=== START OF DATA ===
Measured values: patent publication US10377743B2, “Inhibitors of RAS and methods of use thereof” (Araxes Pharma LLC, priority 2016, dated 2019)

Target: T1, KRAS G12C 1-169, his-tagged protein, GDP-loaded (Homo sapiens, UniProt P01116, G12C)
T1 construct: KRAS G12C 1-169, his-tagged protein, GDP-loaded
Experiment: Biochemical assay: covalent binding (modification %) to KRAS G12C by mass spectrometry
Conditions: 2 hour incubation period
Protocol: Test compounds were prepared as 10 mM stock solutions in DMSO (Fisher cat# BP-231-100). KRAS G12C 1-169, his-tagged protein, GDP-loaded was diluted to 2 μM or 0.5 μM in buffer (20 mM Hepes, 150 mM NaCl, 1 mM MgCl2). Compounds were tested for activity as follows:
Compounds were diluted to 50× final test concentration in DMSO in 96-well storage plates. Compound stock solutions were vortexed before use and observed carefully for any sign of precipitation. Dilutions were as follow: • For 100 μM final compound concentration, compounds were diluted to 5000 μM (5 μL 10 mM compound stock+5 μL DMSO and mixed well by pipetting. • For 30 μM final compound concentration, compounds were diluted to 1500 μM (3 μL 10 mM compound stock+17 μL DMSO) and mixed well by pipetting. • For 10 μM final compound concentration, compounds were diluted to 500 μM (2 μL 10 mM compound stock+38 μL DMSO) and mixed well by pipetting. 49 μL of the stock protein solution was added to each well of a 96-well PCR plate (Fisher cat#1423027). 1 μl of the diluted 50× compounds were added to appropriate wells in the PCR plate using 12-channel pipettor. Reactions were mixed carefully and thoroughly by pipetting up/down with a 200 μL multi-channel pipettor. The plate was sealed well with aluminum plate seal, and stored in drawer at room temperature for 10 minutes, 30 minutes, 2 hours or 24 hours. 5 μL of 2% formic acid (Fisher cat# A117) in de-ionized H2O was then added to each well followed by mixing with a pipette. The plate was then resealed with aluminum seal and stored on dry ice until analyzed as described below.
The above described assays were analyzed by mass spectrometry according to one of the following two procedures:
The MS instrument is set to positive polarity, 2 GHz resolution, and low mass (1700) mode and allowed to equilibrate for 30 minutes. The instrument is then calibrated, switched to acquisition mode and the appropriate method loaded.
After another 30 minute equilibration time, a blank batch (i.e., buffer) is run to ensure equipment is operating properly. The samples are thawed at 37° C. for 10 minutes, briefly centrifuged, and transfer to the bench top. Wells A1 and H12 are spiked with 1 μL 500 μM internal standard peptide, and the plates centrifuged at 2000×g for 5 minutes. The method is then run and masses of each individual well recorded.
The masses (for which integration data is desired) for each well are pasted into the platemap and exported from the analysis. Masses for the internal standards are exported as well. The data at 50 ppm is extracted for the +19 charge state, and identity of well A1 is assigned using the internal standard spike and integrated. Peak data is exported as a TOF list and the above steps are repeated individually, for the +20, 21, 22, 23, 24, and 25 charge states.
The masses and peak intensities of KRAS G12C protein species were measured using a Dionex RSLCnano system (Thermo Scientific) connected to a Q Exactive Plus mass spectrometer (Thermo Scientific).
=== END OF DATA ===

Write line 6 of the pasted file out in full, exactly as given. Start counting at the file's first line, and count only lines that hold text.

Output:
Protocol: Test compounds were prepared as 10 mM stock solutions in DMSO (Fisher cat# BP-231-100). KRAS G12C 1-169, his-tagged protein, GDP-loaded was diluted to 2 μM or 0.5 μM in buffer (20 mM Hepes, 150 mM NaCl, 1 mM MgCl2). Compounds were tested for activity as follows: